Autism is associated with a range of language difficulties that impact communication, behaviour management, and education. Consequently, a variety of augmentative and alternative communication (AAC) strategies may be employed to support people with autism to communicate. There is a growing body of evidence concerning the visual attention of individuals with autism, which may be relevant to AAC interventions. This review draws on evidence from eye tracking research specifically to inform the design of AAC systems for people with autism. In addition, we discuss the future of AAC for individuals with autism in light of relevant technological developments, and raise questions for future research.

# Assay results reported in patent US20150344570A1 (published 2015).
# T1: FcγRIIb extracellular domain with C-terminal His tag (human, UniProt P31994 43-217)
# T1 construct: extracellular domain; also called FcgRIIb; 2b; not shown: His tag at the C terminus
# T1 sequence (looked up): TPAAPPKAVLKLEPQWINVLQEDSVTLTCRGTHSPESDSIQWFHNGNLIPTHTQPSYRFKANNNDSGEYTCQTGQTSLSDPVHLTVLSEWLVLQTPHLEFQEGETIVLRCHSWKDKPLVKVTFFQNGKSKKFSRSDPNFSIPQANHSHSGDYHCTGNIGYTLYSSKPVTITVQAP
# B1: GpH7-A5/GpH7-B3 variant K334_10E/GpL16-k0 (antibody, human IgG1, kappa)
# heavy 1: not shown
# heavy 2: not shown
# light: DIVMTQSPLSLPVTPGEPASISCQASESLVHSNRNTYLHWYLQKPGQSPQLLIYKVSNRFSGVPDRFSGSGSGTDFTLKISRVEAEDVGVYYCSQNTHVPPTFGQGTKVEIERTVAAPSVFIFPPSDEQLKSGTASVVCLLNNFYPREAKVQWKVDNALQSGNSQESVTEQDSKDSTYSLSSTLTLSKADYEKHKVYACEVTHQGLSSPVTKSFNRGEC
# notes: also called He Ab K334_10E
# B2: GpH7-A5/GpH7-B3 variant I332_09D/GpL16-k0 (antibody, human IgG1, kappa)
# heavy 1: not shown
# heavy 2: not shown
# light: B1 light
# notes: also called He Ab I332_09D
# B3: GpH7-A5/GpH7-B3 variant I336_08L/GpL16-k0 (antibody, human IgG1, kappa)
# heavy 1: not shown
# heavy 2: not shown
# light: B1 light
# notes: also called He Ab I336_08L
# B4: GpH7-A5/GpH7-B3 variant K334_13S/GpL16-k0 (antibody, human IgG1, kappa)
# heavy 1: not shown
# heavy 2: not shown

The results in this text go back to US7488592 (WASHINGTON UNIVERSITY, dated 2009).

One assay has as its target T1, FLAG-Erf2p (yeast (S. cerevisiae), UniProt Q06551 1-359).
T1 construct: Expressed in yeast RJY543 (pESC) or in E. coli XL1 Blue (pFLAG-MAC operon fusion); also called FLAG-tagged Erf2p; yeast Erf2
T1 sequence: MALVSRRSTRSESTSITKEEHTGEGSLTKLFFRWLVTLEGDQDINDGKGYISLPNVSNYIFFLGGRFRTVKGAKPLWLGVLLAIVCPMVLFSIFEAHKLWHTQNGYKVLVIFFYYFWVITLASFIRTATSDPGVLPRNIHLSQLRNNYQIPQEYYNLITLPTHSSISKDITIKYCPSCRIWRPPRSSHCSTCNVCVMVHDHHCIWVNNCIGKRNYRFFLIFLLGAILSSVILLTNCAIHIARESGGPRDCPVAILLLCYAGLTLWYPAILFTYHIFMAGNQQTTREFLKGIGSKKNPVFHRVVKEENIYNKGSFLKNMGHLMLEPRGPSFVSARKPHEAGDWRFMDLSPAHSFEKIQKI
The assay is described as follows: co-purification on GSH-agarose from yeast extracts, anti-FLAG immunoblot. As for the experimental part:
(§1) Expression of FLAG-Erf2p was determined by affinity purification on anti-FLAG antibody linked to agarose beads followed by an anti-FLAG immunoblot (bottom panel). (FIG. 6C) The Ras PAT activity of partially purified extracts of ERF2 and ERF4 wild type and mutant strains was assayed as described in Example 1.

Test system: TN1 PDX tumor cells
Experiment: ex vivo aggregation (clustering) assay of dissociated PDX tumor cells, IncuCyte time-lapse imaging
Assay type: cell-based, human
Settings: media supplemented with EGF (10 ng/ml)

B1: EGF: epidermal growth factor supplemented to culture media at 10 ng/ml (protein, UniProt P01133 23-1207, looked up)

- Gaze behaviour
- Eye tracking
- Language Disorders
Gillespie-Smith, K., & Fletcher-Watson, S. (2014). Designing AAC systems for children with autism: evidence from eye tracking research. Augmentative and Alternative Communication, 30(2), 160-171. https://doi.org/10.3109/07434618.2014.905635